Thinking about history and cultural inheritance, generally we only see those things that are relevant for our society (nation). We single these out as the only ones or, unquestionably, the most important. We don’t often pay attention to the contributions of other nations or ethnic-confessional groups. Ukrainian studies in the Humanities have until now in a limited way interpreted the era of the Grand Duchy of Lithuania, not realizing its importance for the development of the legacy of Kyivan Rus and Ruthenian (modern Belarusian and Ukrainian) culture, and also their adaptation to new historical circumstances (↑)
. Correspondingly, in Lithuania there has been too little awareness of the contribution of the multi-million Ruthenian community in the multinational and multiconfessional GDL (↑)
Begun in 2016 as a joint project of researchers from Lithuania and Ukraine, the collective monograph Аt Cultural Crossroads: the Holy Trinity Shrine and Monastery in Vilnius
(Vilnius, 2017; in Lithuanian and Ukrainian languages) and this website offer a new approach to the interpretation of the common heritage of both nations. The common point is the communities of Eastern Christian tradition of the GDL, Orthodox and Uniates (Greek-Catholics). These communities belonged to the Kyivan Metropolitanate, the center of which at the beginning was in Kyiv, and from the 15th century in Novogrudok and Vilnius. At that time, Vilnius was the only polis in Europe at the сrossroads of two worlds, Latin and Byzantine. It was Vilnius that united Eastern and Western Europe; here representatives of various nationalities and cultures lived shoulder to shoulder (↑)
One of the most important centers of Eastern Christian tradition and intercultural interaction in the GDL and Vilnius was Holy Trinity Monastery and Church in Vilnius (located on Aušros Vartų Street, 7b) 
. This complex (together with the Dormition Cathedral Church in Vilnius) practically from the moment of its existence was the most important religious and cultural center of the Ruthenians of the Lithuanian state, at the start Orthodox, and from 1596 Uniates. Its fate reflects the whole history of the Lithuanian part of the Kyivan Metropolitanate. The lives of Ruthenians who dedicated themselves to the Orthodox and Uniate churches are connected with it. First of all are martyrs and saints: three martyrs of Vilnius, Anthony, John, and Eustathius (14th century) (↑)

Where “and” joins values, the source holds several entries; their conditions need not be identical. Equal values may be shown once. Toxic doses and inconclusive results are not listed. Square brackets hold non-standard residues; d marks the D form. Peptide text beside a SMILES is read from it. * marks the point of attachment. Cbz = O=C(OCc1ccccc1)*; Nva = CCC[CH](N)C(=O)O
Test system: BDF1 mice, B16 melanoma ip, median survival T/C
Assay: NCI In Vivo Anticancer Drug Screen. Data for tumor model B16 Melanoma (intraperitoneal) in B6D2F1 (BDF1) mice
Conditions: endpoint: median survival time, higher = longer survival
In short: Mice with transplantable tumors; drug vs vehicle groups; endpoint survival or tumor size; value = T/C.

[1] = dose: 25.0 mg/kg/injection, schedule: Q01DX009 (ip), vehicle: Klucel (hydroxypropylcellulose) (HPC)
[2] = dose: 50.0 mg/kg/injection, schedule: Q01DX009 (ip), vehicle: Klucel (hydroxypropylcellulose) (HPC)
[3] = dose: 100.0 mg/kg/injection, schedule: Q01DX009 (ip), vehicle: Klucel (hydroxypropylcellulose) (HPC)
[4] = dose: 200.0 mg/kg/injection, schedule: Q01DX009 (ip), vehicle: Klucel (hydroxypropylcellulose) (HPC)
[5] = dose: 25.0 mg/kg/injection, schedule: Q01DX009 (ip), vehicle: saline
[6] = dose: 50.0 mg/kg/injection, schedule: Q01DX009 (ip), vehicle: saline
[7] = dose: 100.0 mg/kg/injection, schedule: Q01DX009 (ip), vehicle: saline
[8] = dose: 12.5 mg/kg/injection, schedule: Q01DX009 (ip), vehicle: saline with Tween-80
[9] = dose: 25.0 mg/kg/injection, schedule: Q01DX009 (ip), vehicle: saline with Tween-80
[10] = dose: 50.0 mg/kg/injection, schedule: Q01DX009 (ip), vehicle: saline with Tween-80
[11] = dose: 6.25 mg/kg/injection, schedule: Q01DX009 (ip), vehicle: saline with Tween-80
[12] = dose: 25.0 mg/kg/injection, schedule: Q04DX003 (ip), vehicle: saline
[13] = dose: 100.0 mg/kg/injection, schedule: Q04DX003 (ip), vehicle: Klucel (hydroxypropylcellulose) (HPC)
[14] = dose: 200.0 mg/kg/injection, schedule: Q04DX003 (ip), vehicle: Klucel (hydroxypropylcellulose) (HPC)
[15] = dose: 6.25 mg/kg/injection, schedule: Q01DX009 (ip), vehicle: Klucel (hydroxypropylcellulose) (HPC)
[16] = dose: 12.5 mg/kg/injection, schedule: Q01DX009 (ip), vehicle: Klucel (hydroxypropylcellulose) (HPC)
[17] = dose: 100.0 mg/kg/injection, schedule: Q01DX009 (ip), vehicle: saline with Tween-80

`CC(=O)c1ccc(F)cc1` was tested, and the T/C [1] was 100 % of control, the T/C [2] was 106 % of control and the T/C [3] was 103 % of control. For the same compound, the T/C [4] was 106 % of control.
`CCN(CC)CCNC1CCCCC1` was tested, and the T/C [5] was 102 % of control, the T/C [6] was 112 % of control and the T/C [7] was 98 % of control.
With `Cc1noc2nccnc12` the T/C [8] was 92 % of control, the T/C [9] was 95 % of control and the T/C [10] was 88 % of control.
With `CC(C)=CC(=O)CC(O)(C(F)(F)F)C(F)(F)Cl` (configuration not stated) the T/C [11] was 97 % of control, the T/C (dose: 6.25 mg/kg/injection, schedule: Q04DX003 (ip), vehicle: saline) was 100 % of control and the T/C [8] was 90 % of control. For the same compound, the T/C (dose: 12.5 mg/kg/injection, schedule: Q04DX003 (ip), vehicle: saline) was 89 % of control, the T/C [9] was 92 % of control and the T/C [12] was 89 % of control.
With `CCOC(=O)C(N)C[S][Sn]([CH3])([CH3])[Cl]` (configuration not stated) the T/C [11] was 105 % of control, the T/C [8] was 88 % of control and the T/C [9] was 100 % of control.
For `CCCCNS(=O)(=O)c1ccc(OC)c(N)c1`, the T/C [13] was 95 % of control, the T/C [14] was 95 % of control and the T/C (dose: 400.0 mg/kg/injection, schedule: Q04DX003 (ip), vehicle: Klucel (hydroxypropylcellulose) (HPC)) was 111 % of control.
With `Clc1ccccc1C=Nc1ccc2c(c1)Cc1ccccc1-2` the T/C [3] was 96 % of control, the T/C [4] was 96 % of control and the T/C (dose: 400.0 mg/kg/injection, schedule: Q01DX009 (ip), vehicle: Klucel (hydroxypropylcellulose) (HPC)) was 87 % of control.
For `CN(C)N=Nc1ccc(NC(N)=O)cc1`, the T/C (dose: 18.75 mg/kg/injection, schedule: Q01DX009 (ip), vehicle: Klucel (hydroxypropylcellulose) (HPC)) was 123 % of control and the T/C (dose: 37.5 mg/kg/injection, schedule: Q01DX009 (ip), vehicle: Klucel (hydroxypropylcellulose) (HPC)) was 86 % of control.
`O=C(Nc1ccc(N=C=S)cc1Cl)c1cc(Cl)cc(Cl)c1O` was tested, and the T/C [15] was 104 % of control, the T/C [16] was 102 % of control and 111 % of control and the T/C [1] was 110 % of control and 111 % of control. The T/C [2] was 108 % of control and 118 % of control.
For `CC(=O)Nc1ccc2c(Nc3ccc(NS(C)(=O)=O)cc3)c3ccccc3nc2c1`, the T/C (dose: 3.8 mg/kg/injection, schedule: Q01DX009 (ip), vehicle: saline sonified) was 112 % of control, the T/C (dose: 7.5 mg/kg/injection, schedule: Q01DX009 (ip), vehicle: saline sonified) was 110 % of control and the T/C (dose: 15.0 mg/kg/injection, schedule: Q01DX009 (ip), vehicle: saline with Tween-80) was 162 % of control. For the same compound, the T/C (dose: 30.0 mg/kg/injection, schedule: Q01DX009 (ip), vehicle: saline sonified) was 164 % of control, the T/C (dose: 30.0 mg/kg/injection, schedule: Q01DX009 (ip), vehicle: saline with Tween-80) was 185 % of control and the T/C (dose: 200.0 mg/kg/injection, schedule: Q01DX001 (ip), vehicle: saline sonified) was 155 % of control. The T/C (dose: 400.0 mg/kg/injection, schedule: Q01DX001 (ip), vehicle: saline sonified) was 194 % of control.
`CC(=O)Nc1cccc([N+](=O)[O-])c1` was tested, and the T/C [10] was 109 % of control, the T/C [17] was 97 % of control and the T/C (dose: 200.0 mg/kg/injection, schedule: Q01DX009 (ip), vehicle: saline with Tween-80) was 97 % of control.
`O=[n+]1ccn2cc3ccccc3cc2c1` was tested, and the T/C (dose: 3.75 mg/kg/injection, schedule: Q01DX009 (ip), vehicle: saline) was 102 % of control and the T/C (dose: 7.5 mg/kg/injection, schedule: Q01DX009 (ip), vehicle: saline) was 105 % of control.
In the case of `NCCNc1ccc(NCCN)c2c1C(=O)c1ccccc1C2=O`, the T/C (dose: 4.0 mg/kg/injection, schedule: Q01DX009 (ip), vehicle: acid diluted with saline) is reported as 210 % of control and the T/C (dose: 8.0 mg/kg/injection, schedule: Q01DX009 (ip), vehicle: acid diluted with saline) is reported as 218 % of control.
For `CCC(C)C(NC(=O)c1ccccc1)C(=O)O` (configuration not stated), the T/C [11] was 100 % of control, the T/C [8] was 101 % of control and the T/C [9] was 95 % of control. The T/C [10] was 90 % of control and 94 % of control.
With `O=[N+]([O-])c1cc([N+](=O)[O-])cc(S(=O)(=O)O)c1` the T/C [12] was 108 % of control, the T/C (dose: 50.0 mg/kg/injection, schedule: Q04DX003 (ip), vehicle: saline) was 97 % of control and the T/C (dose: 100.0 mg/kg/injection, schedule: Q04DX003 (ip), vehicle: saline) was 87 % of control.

; bishop and martyr Kyivan metropolitan Macarius (15th century); bishop and martyr Josaphat Kuntsevych (17th century) (↑)
; and Uniate Kyivan metropolitan Josyf Veliamyn Rutsky (17th century) (↑)
. Built in the 16th century, the brick Church of the Holy Trinity is a wonderful example of Renaissance architecture (↑)
and, at the same time, a memorial monument to Orthodox Duke Konstanty Ostrogski, one of the most gifted politicians of Lithuania at that time (↑)
. He built this shrine to thank God for Lithuania’s victory over the Muscovite army in 1514 at the Battle of Orsha (↑)
Up to the 17th century, at Holy Trinity Church there was an Orthodox monastery (some archimandrites of this monastery became metropolitans of Kyiv), a church brotherhood of the same name (the first community of its type of citizens of Vilnius) (↑)
, a school, and a press (the first Eastern Slavic grammar was printed here) (↑)
. From the start of the 17th century, this sacred complex was the main center of the whole monastic Order of St. Basil the Great. From here, Uniate monasticism, reformed in 1617, spread to a vast territory which today contains Belarus, Latvia, Lithuania, Poland, Ukraine, and part of Russia. The monks of Holy Trinity Monastery were teachers at the Jesuit university in Vilnius. From the 17th to the first half of the 19th centuries, the Basilians printed at their presses more than 200 different publications, in the Latin, Lithuanian, Polish, Ruthenian (Ukrainian), and Church Slavonic languages. In this way, Holy Trinity Church and Monastery is a phenomenon and a shining example of the multiconfessional and multicultural history of the GDL, involving its Ruthenian segment.
Today the material and non-material legacy of the GDL continues to exist successfully. The most important role is played by the Ukrainian Greek-Catholic Church, which has strong roots in Ukraine (↑)
. In 1991, Greek-Catholics in Lithuania were given a legal status, and Holy Trinity Complex in Vilnius was given to the Greek-Catholics. This complex became the most important center of the cultural and religious life of the Ukrainian community of Lithuania.
This website presents research on Holy Trinity Complex in Vilnius and also various research contexts important for a better understanding of its history. Studies began in 2016 at the initiative of the History Faculty of Vilnius University and the Ukrainian Catholic University, when Lithuanian and Ukrainian researchers were united. Thirty-six texts are gathered here, prepared by 19 authors: historians of culture, art, and religion; archeologists; and specialists on questions of heritage. The website is intended for those who are interested in the legacy of the GDL and research on it, the city of Vilnius, and also for guests of Holy Trinity Complex.